In so many areas of our life, we appreciate that children and adults have different capacities for understanding, that children cannot understand things in ways adults can. As we grow, our understanding becomes more nuanced, more sophisticated.
We don’t always have that appreciation when it comes to our faith. As we mature, we have to lose the faith of our childhood and replace it with an adult faith. (I say have to, recognizing that there are some people who neve take this step.)
Part of growing into an adult faith is appreciating that God isn’t always about feeling good, or even feeling reassured.
In New Seeds of Contemplation, Thomas Merton writes:
How many people are there in the world of today who have “lost their faith” along with the vain hopes and illusions of their childhood? What they called “faith” was just one among all the other illusions. They placed all their hope in a certain sense of spiritual peace, of comfort, of interior equilibrium, of self-respect. Then when they began to struggle with the real difficulties and burdens of mature life, when they became aware of their own weakness, they lost their peace, they let go of their precious self-respect, and it became impossible for them to “believe.” That is to say it became impossible for them to comfort themselves, to reassure themselves, with the images and concepts they found reassuring in childhood.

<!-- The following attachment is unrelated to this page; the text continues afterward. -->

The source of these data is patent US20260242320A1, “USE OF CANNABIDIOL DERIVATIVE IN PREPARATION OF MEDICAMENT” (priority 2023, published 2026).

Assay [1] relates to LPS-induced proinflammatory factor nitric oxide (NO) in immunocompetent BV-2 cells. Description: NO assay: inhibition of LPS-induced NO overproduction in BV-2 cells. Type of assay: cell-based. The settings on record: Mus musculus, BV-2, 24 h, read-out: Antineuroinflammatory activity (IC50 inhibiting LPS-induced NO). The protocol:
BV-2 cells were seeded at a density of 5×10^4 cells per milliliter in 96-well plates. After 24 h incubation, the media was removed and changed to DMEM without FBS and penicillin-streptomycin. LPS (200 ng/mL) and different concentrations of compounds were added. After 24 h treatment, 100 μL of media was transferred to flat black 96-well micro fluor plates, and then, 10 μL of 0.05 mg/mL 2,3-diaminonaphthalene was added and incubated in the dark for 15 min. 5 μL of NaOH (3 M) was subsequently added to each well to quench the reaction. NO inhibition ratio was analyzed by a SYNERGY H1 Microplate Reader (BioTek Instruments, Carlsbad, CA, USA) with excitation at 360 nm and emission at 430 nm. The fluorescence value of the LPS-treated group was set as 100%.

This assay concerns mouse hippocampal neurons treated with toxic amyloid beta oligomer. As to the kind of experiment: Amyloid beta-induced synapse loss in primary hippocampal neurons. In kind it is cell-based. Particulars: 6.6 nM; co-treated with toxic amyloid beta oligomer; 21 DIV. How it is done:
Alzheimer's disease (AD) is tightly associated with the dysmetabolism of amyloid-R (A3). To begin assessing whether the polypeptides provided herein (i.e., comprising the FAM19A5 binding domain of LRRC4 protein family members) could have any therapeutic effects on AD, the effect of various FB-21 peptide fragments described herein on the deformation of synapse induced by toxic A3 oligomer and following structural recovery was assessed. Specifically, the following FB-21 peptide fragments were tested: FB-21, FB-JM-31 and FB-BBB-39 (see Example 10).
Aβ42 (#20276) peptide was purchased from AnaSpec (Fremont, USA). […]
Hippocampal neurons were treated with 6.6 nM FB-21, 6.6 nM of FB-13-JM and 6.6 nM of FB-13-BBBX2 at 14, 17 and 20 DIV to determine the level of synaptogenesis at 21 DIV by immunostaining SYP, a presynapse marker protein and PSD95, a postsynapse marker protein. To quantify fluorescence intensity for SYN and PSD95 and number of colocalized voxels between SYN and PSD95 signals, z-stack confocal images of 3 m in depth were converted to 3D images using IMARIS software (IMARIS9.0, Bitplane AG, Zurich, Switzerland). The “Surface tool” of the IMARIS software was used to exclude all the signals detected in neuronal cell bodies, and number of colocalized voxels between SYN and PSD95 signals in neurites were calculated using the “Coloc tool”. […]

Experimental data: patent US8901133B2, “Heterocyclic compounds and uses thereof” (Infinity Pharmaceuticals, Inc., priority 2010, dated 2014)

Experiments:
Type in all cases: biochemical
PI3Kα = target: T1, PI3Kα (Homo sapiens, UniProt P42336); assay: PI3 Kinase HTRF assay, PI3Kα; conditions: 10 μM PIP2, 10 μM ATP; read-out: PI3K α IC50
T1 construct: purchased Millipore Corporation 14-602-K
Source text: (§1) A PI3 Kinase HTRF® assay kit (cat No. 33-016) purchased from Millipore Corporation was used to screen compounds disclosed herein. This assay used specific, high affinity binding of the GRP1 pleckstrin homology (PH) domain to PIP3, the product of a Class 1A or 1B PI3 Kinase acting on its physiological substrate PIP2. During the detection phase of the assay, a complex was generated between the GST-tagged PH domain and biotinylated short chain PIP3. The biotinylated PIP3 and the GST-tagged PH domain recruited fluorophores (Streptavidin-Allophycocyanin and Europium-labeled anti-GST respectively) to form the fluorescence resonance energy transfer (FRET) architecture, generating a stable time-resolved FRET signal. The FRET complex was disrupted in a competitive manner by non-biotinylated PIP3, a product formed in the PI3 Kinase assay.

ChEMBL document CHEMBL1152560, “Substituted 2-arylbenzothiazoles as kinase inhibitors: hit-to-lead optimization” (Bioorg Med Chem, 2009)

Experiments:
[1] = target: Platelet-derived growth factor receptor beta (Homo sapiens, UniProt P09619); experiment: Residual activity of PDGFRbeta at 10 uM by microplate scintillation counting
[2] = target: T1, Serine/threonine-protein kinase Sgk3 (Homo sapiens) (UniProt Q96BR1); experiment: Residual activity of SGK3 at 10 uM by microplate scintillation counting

Place no hope in the feeling of assurance, of spiritual comfort. You may well have to get along without this. Place no hope in the inspirational preachers of Christian sunshine, who are able to pick you up and set you back on your feet and make you feel good for three or four days-until you fold up and collapse into despair.
We needn’t lose our faith when things get rough. But we do need to find out how to have faith in the midst of a world that is not all sunshine, and that does have moments of despair. That is difficult for children, but it is part of the task of developing a mature faith.